There are major challenges ahead, of course—Peixoto will need to replicate her experiment in the wild and ultimately find a way to deploy coral probiotics on a large scale. Knowing the properties and functions of a wide variety of coral microbes will be crucial, and that’s why Peixoto sees the Global Coral Microbiome Project as essential to her work’s continuing success. She knows that microbes that benefit Pocillopora corals in waters near, say, South America, will not necessarily help other corals in the same waters or elsewhere. Instead, each coral species may have beneficial microbes that are unique to it—and these kinds of microbes are exactly what Vega Thurber is identifying as she sails the world’s oceans taking samples. “Making corals stronger, we can have hope,” Peixoto says.
Likewise, Nature Conservancy senior scientist Stephanie Wear sees Vega Thurber’s microbe-focused approach as part of a multi-pronged global strategy to bring reefs back from the brink. “The more we understand,” she says, “the more we can intervene.”
Some critics argue that introducing lab-grown corals or new microbes to natural reefs is risky, and believe reefs should instead be left to their own devices. If artificial reefs aren’t carefully planned, note scientists at the Florida Keys National Marine Sanctuary, they could threaten natural reefs or even provide shelter for invasive species.
Vega Thurber acknowledges that risk. But she argues that given the scope of the challenges reefs face, it’s necessary to take some risks to restore them in hard-hit areas. “It’s better to try than to do nothing at all,” she says.
Here in the Solomon Islands, there’s no need for measures like coral probiotics or reef rebuilding—at least, not yet. Mangrove trees surround many of the islands, and they help to protect the reefs by filtering out pollutants and trapping sediment that would otherwise flow into the open ocean. Vega Thurber says the reefs around the Solomons are among the healthiest she’s ever seen. “I didn’t see any disease, no bleached corals, no broken or trashed corals.”
One day, Vega Thurber, Klinges, Boissin, and I jump off of TARA with our masks and snorkels and swim out to an island about 200 meters (650 feet) from where we’re anchored. Even in this more or less randomly chosen spot, the reef’s diversity and abundance are astonishing. Butterflyfish dart past vibrant orange clusters of fire coral, so distinct from anemic-looking corals found elsewhere. Many threatened reefs can barely sustain animal life. But here, cone snails lurk in the shallows and clownfish frolic near green-tentacled anemones. It’s a reminder of what’s still possible, even as ocean temperatures and pollution levels rise around the globe—and also what’s at stake.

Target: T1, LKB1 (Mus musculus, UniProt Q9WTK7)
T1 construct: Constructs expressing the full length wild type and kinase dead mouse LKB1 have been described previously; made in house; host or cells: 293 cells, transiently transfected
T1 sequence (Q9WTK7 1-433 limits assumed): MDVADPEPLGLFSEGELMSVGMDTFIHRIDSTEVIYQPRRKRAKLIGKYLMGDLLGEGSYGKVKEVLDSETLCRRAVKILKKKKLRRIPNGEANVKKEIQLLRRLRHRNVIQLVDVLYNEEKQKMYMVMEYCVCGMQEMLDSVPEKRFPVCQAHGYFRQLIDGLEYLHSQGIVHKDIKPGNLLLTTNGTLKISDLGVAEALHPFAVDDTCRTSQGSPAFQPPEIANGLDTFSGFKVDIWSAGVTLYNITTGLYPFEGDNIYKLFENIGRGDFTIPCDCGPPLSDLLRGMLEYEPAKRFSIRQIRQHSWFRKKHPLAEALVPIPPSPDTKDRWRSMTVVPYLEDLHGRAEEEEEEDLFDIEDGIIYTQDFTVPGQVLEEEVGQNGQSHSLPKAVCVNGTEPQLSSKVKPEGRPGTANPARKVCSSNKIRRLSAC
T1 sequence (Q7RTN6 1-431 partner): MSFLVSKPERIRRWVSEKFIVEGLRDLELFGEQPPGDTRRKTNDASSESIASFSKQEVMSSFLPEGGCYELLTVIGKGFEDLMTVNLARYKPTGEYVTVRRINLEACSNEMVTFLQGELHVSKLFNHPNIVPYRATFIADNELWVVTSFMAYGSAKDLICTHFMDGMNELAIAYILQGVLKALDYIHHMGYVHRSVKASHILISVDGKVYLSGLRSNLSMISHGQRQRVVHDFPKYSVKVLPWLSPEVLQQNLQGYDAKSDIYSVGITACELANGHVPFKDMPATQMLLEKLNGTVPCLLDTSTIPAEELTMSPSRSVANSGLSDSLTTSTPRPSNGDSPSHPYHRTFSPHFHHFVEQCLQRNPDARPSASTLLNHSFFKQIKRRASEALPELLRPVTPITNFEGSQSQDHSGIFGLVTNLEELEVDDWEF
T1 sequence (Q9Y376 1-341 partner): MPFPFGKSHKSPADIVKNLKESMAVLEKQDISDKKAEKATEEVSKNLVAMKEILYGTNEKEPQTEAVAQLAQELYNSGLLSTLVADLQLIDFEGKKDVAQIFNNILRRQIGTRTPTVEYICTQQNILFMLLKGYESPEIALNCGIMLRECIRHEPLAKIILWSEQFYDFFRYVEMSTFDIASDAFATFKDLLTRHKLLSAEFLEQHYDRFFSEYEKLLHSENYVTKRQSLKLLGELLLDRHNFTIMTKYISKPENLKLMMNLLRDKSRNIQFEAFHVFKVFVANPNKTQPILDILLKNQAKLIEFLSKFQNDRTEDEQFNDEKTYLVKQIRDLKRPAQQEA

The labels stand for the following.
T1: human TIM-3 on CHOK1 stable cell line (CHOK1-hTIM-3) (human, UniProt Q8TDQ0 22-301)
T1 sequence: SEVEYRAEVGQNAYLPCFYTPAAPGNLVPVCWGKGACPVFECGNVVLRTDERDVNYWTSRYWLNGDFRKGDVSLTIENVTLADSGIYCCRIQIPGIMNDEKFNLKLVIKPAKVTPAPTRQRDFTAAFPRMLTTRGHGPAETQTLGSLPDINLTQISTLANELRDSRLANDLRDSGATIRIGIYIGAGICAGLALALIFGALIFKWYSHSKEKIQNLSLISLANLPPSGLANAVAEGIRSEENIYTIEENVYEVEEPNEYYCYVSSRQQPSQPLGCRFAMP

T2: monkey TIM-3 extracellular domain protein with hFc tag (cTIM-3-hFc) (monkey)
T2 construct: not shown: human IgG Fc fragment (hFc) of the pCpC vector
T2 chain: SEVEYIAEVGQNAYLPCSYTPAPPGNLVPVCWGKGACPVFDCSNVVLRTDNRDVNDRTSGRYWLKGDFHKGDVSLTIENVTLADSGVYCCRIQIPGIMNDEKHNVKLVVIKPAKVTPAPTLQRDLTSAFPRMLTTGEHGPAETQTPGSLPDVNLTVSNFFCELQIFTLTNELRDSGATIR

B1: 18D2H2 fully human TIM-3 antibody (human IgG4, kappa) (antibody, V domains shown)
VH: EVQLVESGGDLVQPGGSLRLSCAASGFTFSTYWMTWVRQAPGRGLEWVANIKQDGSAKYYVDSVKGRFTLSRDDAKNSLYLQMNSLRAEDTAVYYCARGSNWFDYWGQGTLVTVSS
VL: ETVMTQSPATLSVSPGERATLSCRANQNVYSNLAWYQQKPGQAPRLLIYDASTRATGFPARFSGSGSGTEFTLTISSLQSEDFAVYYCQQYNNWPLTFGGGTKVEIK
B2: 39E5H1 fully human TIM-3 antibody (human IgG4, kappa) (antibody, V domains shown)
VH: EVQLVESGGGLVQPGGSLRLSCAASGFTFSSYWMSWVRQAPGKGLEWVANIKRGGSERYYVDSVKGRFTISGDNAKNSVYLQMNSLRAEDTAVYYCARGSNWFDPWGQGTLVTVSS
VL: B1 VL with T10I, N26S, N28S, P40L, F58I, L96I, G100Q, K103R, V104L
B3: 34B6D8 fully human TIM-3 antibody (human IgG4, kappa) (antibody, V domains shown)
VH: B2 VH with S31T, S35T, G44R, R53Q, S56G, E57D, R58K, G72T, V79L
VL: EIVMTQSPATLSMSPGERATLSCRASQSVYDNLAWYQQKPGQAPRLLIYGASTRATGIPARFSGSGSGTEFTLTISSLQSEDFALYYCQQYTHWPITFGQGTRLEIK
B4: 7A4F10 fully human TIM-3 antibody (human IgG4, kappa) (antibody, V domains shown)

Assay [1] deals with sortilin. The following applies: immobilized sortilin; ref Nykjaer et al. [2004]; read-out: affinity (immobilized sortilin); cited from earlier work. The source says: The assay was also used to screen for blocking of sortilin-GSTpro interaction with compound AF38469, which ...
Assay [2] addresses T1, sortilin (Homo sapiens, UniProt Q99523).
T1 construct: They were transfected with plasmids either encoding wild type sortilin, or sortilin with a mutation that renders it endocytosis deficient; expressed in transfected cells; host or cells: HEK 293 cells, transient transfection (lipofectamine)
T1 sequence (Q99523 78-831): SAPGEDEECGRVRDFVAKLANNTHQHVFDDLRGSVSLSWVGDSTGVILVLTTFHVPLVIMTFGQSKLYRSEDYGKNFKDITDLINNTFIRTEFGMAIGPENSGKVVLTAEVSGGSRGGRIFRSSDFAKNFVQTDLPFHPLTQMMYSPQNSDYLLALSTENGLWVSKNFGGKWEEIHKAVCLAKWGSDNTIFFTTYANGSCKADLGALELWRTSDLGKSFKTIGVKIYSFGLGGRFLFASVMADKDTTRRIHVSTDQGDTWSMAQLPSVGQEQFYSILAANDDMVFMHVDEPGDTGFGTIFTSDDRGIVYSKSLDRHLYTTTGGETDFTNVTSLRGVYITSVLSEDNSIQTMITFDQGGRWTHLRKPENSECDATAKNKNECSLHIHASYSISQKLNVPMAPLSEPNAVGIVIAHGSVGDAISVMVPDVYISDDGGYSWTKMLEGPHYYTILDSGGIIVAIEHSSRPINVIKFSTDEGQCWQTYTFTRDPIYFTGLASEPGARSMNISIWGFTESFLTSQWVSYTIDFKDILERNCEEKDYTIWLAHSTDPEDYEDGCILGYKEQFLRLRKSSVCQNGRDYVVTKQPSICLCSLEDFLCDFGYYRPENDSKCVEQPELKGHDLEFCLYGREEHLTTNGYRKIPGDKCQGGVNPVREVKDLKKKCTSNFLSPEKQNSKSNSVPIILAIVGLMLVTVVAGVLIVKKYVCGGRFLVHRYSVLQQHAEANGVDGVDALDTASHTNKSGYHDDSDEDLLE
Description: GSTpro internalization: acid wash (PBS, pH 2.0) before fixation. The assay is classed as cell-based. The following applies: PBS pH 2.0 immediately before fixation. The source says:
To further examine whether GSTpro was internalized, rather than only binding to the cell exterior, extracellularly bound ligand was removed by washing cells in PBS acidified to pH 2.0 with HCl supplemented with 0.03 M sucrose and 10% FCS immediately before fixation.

Few reefs Vega Thurber has visited approach this standard. She’s still haunted by a dive in 2016 at Ducie Island in the South Pacific, where most of the Pocillopora coral she saw were bleached. And even here in the paradise of the Solomons, some ominous signs are appearing. On one dive, the team found more than a dozen crown-of-thorns starfish (Acanthaster planci)—a species infamous for its capacity to decimate vast swaths of reef in a few short months.
It isn’t until my last day on the boat that I ask Vega Thurber the question I most fear will pain her. With changes to the world’s reefs coming so fast and furious, I ask, do you ever worry that there’s just not enough time for science to save them?
It’s a reminder of what’s still possible, even as ocean temperatures and pollution levels rise around the globe—and also what’s at stake.
I can tell right away that I’ve cut to the quick. Vega Thurber admits she had some dark thoughts when the news broke in 2016 about the Great Barrier Reef’s recent mass bleaching—especially since so many other reefs around the world were distressed and dying, too. “I was pretty depressed,” she says, explaining that she was afraid the reefs she studied would be destroyed. She blinks faster, and the rims of her eyes turn red. It’s the resignation of the firefighter who quells one blaze only to watch others arise in its wake.
Still, everything about the way Vega Thurber operates points to her essential conviction that things are not hopeless. If she’s going to bunk in a boat’s hold for weeks at a time, missing her family, staving off jags of nausea, and battling insomnia from anti-malarial drugs, it damn well isn’t going to be for nothing.
After a few moments, her optimism begins to resurface, and she relates what she and her colleagues call “bright spots.” In the late 1990s and early 2000s, reefs around the Seychelles Islands, off the coast of East Africa, endured a massive bleaching event in which up to 90 percent of corals died off. “Now if you go there, it’s beautiful,” says Vega Thurber. “There are these examples of recovery that are very hopeful.”
With enough focused intervention, she still believes, even cataclysmic reef setbacks can sometimes be overcome—perhaps with the help of robust coral transplants or carefully curated microbial blends. “We want to select for the hardiest members of the community,” she says. In the face of our collective failure to control carbon dioxide emissions, fortifying corals against ongoing environmental insults may indeed be the best way to save the reefs.
Map by James Davidson